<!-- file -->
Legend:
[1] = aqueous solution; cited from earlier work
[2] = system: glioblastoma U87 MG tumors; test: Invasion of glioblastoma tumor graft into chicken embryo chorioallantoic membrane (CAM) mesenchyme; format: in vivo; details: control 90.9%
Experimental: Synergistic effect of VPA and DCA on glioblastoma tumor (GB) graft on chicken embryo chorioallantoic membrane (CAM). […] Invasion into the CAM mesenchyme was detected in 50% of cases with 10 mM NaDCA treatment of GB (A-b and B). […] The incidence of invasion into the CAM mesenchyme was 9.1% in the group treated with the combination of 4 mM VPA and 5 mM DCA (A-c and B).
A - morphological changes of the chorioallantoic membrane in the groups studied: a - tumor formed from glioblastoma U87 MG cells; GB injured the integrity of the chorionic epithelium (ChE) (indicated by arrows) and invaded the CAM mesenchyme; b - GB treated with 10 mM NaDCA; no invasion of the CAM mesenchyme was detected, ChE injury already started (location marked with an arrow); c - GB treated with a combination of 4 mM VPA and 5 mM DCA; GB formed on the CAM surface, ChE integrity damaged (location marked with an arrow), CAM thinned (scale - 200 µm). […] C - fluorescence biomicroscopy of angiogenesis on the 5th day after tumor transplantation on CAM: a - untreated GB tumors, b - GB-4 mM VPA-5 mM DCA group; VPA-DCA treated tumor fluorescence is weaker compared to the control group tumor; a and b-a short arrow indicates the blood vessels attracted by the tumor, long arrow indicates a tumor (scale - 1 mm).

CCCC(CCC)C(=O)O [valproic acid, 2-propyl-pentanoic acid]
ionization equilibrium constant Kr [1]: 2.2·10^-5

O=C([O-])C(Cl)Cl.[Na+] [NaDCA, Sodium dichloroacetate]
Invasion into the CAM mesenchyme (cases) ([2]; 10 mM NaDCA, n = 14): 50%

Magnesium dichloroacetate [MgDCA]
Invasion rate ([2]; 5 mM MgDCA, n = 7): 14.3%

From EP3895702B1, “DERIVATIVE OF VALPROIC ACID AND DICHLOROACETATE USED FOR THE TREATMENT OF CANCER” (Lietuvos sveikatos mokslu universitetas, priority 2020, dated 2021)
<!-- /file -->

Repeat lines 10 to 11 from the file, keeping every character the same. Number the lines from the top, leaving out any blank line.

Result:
Magnesium dichloroacetate [MgDCA]
Invasion rate ([2]; 5 mM MgDCA, n = 7): 14.3%